Opinion

A reading vacation is nirvana in an easy chair

As I write these words, I am on the cusp of starting an extended vacation. I’d call it a “well-deserved” vacation, but I don’t know if the available evidence would support that claim. Continuing an ancient and time-honored tradition that I started last year, I went to Eagle Harbor Book Co. the other day to pick out a little vacation reading material. I already have in my possession an unopened copy of Junot Diaz’s Pulitzer Prize-winning novel “The Brief Wondrous Life of Oscar Wao,” which I received as a birthday gift from the woman who is my wife, which gives me a big head start on my holiday reading list.

That turned out to be a very good thing because, when I got to Eagle Harbor, among the people I didn’t run into while I was there was my friend Paul Zuckerman. Paul was instrumental in helping me pick out my vacation reading last year. Without Paul’s astute guidance to rely on (and to blame if the books had turned out to be lousy, which they didn’t), I was on my own.

My first selection was “Baghdad Without A Map” by Tony Horwitz, an account of one man’s travels though the Arabic Middle East. Baghdad seemed both timely and entertaining, two of the four things I always look when picking out reading material. The other two things I look for are good value (as in “on sale”) and the possibility of gratuitous nudity. Of my four criteria, the one I’m most likely to sacrifice is timeliness, followed in order by value and entertainment. As in most other human endeavors, gratuitous nudity trumps just about everything.

I also picked up “The Tender Bar,” a highly acclaimed memoir about growing up in or around a bar by J.R. Moehringer. A book about a bar in New York seemed like a good counterpoint to the book about travels in Arab world. I also selected a novel called “The Monk Downstairs,” which appears to be a romance about a former monk and his divorced, single-mom landlord. I know, it sounds like the plot of a bad ‘70s sitcom, but you never know from what sources one might pick up a few tips in the romance department. Finally, I bought a book called “Secrets in the Dark” by Frederick Beuchner, a writer, theologian and former priest. Subtitled “A Life in Sermons,” it is a collection of some of Mr. Beuchner’s many sermons over his long and varied career. Beuchner is a good writer who scores high on the entertaining meter, which balances out the fact that the book scores a big fat zero on the gratuitous nudity index.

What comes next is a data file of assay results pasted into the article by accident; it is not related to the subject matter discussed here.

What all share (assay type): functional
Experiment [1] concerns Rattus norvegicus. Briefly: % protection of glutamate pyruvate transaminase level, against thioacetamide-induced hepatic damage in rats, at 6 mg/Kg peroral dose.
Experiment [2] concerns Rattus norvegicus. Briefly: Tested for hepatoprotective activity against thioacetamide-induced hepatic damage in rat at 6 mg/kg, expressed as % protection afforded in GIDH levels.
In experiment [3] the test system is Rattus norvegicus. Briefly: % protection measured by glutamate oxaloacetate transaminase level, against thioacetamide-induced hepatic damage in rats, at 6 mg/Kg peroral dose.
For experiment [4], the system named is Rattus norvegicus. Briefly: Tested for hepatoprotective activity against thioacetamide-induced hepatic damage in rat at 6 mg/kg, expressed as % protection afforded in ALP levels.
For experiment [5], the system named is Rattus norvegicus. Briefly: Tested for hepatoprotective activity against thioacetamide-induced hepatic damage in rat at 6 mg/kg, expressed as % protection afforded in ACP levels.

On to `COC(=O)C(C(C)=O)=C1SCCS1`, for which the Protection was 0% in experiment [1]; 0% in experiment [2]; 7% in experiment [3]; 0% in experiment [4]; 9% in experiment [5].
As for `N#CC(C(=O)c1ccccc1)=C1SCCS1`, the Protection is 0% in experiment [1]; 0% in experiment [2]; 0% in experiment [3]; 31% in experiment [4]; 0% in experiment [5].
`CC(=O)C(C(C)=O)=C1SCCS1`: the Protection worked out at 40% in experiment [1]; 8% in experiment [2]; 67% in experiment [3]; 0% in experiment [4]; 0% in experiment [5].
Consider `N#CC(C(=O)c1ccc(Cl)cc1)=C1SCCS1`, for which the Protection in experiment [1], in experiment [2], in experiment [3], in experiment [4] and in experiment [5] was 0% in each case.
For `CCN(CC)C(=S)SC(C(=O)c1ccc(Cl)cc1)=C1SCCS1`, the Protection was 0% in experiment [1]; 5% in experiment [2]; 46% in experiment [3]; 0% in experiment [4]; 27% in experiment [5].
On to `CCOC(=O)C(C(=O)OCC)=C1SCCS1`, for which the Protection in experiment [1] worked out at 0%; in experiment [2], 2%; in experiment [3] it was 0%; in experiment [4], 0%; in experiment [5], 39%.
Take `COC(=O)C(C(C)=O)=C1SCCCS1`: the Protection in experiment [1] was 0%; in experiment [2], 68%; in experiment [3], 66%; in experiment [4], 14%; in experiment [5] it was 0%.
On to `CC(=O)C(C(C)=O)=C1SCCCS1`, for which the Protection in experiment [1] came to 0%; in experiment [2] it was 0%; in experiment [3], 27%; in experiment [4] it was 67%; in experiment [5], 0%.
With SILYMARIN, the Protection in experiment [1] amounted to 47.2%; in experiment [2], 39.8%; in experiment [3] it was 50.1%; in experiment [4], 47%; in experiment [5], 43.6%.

I’ll read about Oscar Wao first since I got that book first, and, as everyone knows, it’s both dangerous and karmically unhealthy to read books out of the order in which you purchased or received them. The other four I can read in any order because I bought them all at the same time. (And yes, I’d read them in the order I picked them off the shelf if only I could actually remember the order in which I picked them off the shelf. This is a good example of the war my obsessive-compulsive tendencies are fighting with my failing memory, a war in which neither side takes any prisoners, at least not that I can recall.)

Besides reading my new books, I have lots of other big and exciting plans for my vacation. A soccer tournament in Bellingham. A quick run out to Spokane to drop off at college the future engineer who is my son. Some time spent letting the dog take me for walks. Catching up on some movies with the film critic and popcorn aficionado who is my wife. A little quality time spent on the business end of a shovel and hoe. A kayak outing or two. I may even try to work in time for my annual game of golf.

But most of my vacation this year will consist mainly of me and my family and my little stack of books with a comfortable chair and an appropriate hot or cold beverage close at hand. A guy could do worse. And Paul, if you’re reading this and have a recommendation or two for another book, feel free to drop me a note. It’s never too late for good literature. If I’m not home, you can leave it on the hammock.

Islander Tom Tyner is an attorney for the Trust for Public Land. He is author of “Skeletons From Our Closet,” a collection of writings on the island’s latte scene.

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